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acquainted affection Allworthy answered appeared arrived asked assure began believe Blifil brought called CHAPTER concerning convinced cousin cries cries Jones daughter dear desire distress entirely expressed eyes father fellow Fitzpatrick fortune girl give hand happened happiness hath hear heard heart honor hope imagine immediately Jones kind knew Lady Bellaston least leave less letter live lodgings look lord madam manner married matter means mentioned Miller mind Miss morning mother Nancy nature never night Nightingale obliged occasion once opinion Partridge passion perhaps person pleased poor present promise reader reason received relation seen servant soon sooner Sophia squire suffer sure surprised tell thee thing thought told town truth turned uncle Western whole wish woman women young lady
153 ページ - Between the acting of a dreadful thing And the first motion, all the interim is Like a phantasma, or a hideous dream : The genius, and the mortal instruments, Are then in council; and the state of man, Like to a little kingdom, suffers then The nature of an insurrection.
229 ページ - I am sure, if I had seen a ghost, I should have looked in the very same manner, and done just as he did. And then, to be sure, in that scene, as you called it, between him and his mother, where you told me he acted so fine, why, Lord help me, any man, that is, any good man, that had such a mother, would have done exactly the same. I know you are only joking with me ; but indeed, madam, though I was never...
35 ページ - Initiate me into all those mysteries which profane eyes never beheld. Teach me, which to thee is no difficult task, to know mankind better than they know themselves. Remove that mist which dims the intellects of mortals, and causes them to adore men for their art, or to detest them for their cunning, in deceiving others, when they are, in reality, the objects only of ridicule, for deceiving themselves. Strip off the thin disguise of wisdom from self-conceit, of plenty from avarice, and of glory from...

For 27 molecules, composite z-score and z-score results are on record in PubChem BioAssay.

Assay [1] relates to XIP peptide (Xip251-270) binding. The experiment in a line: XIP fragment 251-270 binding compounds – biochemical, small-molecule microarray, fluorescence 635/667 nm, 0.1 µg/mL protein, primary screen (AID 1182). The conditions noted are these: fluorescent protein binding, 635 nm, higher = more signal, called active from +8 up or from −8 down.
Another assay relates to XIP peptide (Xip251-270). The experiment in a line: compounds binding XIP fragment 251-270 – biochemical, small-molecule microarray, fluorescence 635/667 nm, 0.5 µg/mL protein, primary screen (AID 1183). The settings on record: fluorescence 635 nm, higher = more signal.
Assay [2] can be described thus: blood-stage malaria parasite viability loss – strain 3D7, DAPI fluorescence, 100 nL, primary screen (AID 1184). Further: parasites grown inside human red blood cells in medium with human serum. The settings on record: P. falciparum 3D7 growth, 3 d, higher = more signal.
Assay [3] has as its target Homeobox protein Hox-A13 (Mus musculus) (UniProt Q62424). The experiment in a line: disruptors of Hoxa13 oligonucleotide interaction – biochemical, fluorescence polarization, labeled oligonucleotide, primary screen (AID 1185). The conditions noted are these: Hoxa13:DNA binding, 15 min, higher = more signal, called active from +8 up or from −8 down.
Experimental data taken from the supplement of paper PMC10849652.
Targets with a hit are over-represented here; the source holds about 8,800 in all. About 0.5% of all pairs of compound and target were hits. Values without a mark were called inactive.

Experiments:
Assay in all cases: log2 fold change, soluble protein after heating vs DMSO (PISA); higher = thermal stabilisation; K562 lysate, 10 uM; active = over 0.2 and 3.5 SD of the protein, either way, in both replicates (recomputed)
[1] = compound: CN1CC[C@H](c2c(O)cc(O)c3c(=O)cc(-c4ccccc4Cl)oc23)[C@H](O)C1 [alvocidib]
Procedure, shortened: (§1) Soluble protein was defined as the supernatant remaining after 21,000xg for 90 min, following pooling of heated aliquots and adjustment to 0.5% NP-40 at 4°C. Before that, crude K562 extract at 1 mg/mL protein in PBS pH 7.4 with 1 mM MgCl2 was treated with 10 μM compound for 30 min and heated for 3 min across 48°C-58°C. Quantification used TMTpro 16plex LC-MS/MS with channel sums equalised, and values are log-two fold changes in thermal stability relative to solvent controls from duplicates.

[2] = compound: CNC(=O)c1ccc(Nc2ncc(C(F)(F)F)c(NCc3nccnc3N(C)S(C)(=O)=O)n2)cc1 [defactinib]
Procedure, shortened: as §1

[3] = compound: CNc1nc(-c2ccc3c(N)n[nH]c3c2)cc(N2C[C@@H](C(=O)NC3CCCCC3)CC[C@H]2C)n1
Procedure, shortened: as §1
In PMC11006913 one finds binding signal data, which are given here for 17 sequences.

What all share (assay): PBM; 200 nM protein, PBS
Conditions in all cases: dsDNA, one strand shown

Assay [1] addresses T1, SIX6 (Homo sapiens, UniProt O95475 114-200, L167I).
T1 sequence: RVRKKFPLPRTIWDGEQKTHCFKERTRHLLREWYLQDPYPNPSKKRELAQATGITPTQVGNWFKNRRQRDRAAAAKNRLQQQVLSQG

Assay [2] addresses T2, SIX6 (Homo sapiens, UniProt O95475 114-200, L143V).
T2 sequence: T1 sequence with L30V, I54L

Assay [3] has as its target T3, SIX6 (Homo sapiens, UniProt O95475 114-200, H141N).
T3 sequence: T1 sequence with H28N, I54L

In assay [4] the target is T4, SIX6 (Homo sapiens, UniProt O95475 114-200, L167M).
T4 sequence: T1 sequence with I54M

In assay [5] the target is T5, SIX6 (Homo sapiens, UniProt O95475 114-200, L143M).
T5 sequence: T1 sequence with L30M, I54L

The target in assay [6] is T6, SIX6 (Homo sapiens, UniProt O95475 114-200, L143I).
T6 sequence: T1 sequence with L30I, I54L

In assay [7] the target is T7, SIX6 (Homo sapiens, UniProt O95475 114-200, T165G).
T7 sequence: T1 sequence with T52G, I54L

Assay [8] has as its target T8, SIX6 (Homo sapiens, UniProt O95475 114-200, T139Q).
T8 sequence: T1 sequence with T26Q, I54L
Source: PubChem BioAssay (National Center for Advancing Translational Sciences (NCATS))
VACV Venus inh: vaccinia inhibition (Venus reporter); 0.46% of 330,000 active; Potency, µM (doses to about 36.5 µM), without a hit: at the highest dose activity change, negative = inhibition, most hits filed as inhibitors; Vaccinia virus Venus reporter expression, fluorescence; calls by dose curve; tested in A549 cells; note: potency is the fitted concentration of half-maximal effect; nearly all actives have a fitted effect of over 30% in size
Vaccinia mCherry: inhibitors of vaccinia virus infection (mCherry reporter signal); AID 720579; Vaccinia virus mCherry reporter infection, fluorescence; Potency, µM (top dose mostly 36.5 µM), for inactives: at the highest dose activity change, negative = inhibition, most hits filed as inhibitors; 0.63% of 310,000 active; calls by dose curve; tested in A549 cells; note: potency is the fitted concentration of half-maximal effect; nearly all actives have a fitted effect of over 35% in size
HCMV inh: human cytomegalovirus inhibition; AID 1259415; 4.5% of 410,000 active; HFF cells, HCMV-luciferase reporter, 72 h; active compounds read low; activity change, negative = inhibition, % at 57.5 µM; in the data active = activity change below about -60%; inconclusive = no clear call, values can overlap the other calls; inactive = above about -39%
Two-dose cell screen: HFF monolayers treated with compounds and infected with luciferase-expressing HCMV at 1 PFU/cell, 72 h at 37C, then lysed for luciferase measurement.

297 ページ - WE are now, reader, arrived at the last stage of our long journey. As we have, therefore, travelled together through so many pages, let us behave to one another like fellow-travellers in a stage-coach, who have passed several days in the company of each other; and who, notwithstanding any bickerings or little animosities which may have occurred on the road, generally make all up at last, and mount, for the last time, into their vehicle with...
227 ページ - Partridge sat in fearful expectation of this ; and now, when the ghost made his next appearance Partridge cried out, " There, sir, now ; what say you now...
225 ページ - In the first row then of the first gallery did Mr Jones, Mrs Miller, her youngest daughter, and Partridge, take their places. Partridge immediately declared it was the finest place he had ever been in. When the first music was played, he said, " It was a wonder how so many fiddlers could play at one time, without putting one another out.
228 ページ - Upon Hamlet's taking up the skull, he cried out, 'Well! it is strange to see how fearless some men are: I never could bring myself to touch anything belonging to a dead man, on any account.— He seemed frightened...
143 ページ - A very wholesome and comfortable doctrine, and to which we have but one objection, namely, that it is not true.
226 ページ - Denmark, began, Partridge was all attention, nor did he break silence till the entrance of the ghost; upon which he asked Jones: "What man that was in the strange dress; something," said he, "like what I have seen in a picture. Sure it is not armour, is it? " Jones answered: "That is the ghost.